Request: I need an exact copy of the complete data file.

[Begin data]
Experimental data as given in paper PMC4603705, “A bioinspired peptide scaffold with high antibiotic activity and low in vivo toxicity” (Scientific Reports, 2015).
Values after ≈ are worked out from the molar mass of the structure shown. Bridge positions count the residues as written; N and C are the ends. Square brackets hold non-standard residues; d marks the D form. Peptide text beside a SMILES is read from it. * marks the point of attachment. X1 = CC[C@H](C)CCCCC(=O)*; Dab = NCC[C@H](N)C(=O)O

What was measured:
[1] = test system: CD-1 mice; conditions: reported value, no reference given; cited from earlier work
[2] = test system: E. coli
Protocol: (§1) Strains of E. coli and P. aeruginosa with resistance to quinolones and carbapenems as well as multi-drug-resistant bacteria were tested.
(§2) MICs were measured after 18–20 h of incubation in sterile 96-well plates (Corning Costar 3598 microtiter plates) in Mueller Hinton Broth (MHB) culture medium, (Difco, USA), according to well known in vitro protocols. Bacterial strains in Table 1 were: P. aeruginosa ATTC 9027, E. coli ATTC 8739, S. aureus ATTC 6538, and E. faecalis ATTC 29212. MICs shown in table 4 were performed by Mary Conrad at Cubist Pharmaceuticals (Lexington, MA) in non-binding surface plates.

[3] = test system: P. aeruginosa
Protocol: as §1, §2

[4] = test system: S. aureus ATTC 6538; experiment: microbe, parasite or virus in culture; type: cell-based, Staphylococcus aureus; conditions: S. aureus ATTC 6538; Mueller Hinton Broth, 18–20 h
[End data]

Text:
Experimental data as given in paper PMC4603705, “A bioinspired peptide scaffold with high antibiotic activity and low in vivo toxicity” (Scientific Reports, 2015).
Values after ≈ are worked out from the molar mass of the structure shown. Bridge positions count the residues as written; N and C are the ends. Square brackets hold non-standard residues; d marks the D form. Peptide text beside a SMILES is read from it. * marks the point of attachment. X1 = CC[C@H](C)CCCCC(=O)*; Dab = NCC[C@H](N)C(=O)O

What was measured:
[1] = test system: CD-1 mice; conditions: reported value, no reference given; cited from earlier work
[2] = test system: E. coli
Protocol: (§1) Strains of E. coli and P. aeruginosa with resistance to quinolones and carbapenems as well as multi-drug-resistant bacteria were tested.
(§2) MICs were measured after 18–20 h of incubation in sterile 96-well plates (Corning Costar 3598 microtiter plates) in Mueller Hinton Broth (MHB) culture medium, (Difco, USA), according to well known in vitro protocols. Bacterial strains in Table 1 were: P. aeruginosa ATTC 9027, E. coli ATTC 8739, S. aureus ATTC 6538, and E. faecalis ATTC 29212. MICs shown in table 4 were performed by Mary Conrad at Cubist Pharmaceuticals (Lexington, MA) in non-binding surface plates.

[3] = test system: P. aeruginosa
Protocol: as §1, §2

[4] = test system: S. aureus ATTC 6538; experiment: microbe, parasite or virus in culture; type: cell-based, Staphylococcus aureus; conditions: S. aureus ATTC 6538; Mueller Hinton Broth, 18–20 h